Posted: August 13, 2009 in Uncategorized
We today as we will each Wednesday  have gathered together some of the tilapia to be cooked with the Food for the Starving Children food that we give the pregnant ladies that come for the Thursday program. 


These tilapia are all female, which I am told grow slower and not as large as the male.  We for the next couple of weeks will give the excess females that we have and then start with the large males.  The ladies will gut the fish, but not of course cut off the head, boil the fish and remove the bones and then mix the fish into the food that we today will serve to the pregnant ladies.

We are looking to get to a place where we do not have to purchase commercially made fish food or at least greatly cut down on the amount that we do purchase.  So here is what we are doing to get to that place.


–noun any plant of the family Lemnaceae, esp. of the genus Lemna, comprising small aquatic plants that float free on still water

We have started growing duck weed in these three bins.  Once we have a good amount, we will shape the duck weed into small blocks and freeze them and daily feed the tilapia duck weed.

Black Solider Fly Larvae

There is a company that sells a thing called a biopod (click here to see it).  The way it works is kitchen scraps and veggies are placed in the top bucket, where maggots consume the scraps,  When they mature they will go down the tube into the lower bucket as they are looking to go into the ground to  turn into a mature fly.  We then take the mature maggots from the bottom bucket and feed them to the tilapia.  We looked at the biopod and seeing that it cost about $220.00 including shipping and then realizing that we would have to pay again to ship it to Haiti and that we would have to pay custom’s fees, which could then bring the cost to perhaps $350.00, we decided to make our own.  I’ll keep you updated in our endeavor to grow BIG, FAT, JUICY MAGGOTS for the tilapia.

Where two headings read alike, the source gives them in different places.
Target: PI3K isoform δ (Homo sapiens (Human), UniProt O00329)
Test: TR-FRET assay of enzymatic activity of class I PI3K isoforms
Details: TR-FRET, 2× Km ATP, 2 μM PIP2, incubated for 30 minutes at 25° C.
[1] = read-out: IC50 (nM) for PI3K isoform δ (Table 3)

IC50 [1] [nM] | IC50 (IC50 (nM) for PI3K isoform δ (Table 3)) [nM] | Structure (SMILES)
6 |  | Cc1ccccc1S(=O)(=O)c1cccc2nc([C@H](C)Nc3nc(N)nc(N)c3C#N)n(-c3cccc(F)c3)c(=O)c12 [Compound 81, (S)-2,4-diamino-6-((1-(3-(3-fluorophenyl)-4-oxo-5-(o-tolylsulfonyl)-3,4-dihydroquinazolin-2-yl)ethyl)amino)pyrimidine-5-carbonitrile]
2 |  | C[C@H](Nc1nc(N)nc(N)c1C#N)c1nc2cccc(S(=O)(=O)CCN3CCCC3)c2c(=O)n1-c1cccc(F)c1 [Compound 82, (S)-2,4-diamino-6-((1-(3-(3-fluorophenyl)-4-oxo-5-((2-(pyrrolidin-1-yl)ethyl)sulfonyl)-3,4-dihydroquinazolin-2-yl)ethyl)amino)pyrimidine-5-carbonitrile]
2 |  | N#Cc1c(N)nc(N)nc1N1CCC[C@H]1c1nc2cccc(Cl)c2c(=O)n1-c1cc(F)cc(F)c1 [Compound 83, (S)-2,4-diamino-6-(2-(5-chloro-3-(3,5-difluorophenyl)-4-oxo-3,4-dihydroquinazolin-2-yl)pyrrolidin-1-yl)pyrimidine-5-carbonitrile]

We in six five gallon buckets are growing mosquito larvae which we feed to the tilapia.  Click here to see fascinating clip on the Life Cycle of a Mosquito. 
We put a quarter piece of sliced white bread onto the surface of the water which we have put into the bucket.  The mosquitoes attracted by the yeast in the bread lay their eggs on the bread which decomposes into the water and the eggs or rafts float on the surface of the water. We daily check the buckets to be sure that we scooped out the larvae when at its plumpest and juiciest  and before they actually transform into a flying, biting nuisance.


We have rats, lots of rats, lots and lots of rats.  We in an effort to control them use poison and the old fashion break their neck traps, the sticky paper traps and live traps as well.  The rats have decided that they like the fruit and vegetables that we are growing in the roof top garden,  So in an effort to motivate our workers that look after the garden, tilapia, and chickens I have offered a $5.00 Haitian bounty on each rat caught.  This comes to about sixty cents American.  I so far have paid 20 times, but in my having lived in Haiti 20 years mind, I’m not sure that I haven’t paid 20 times for one rat.  So starting yesterday I now must be see the dead rat and be given the rat’s tail before I will give the money.  In the back of my having lived in Haiti for 20 years mind, I’m wondering if I haven’t started a business here.  The guys buy the rats from neighbors, friends, rat bounty hunters and so on for let’s say $2.50 Haitian and then I pay for $5.00 Haitian for each dead rat viewing and the tail. 


John (trying to live simply in a VERY COMPLICATED COUNTRY) McHoul

  1. Tim says:

    You are the Haitian Pied Piper.

  2. John says:

    More like a yard man

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